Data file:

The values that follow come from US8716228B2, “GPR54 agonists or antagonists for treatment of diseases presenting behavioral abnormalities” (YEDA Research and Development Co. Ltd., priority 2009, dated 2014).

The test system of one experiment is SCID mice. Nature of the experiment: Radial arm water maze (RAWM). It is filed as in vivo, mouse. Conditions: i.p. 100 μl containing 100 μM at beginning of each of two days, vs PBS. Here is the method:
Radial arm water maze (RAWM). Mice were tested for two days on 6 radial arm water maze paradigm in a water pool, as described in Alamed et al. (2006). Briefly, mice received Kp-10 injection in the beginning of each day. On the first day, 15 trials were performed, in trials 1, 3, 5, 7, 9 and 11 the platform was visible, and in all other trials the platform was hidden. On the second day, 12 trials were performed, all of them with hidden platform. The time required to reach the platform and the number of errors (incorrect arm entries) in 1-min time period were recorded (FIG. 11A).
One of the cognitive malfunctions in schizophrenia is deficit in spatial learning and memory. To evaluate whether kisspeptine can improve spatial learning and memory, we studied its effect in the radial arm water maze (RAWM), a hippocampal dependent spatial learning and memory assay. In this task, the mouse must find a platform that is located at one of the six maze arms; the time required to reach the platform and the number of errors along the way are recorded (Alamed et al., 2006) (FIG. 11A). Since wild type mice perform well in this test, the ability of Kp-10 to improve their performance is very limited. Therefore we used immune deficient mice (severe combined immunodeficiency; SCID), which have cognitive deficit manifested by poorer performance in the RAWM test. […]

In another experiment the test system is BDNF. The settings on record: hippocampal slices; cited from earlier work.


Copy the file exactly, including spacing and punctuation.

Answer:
The values that follow come from US8716228B2, “GPR54 agonists or antagonists for treatment of diseases presenting behavioral abnormalities” (YEDA Research and Development Co. Ltd., priority 2009, dated 2014).

The test system of one experiment is SCID mice. Nature of the experiment: Radial arm water maze (RAWM). It is filed as in vivo, mouse. Conditions: i.p. 100 μl containing 100 μM at beginning of each of two days, vs PBS. Here is the method:
Radial arm water maze (RAWM). Mice were tested for two days on 6 radial arm water maze paradigm in a water pool, as described in Alamed et al. (2006). Briefly, mice received Kp-10 injection in the beginning of each day. On the first day, 15 trials were performed, in trials 1, 3, 5, 7, 9 and 11 the platform was visible, and in all other trials the platform was hidden. On the second day, 12 trials were performed, all of them with hidden platform. The time required to reach the platform and the number of errors (incorrect arm entries) in 1-min time period were recorded (FIG. 11A).
One of the cognitive malfunctions in schizophrenia is deficit in spatial learning and memory. To evaluate whether kisspeptine can improve spatial learning and memory, we studied its effect in the radial arm water maze (RAWM), a hippocampal dependent spatial learning and memory assay. In this task, the mouse must find a platform that is located at one of the six maze arms; the time required to reach the platform and the number of errors along the way are recorded (Alamed et al., 2006) (FIG. 11A). Since wild type mice perform well in this test, the ability of Kp-10 to improve their performance is very limited. Therefore we used immune deficient mice (severe combined immunodeficiency; SCID), which have cognitive deficit manifested by poorer performance in the RAWM test. […]

In another experiment the test system is BDNF. The settings on record: hippocampal slices; cited from earlier work.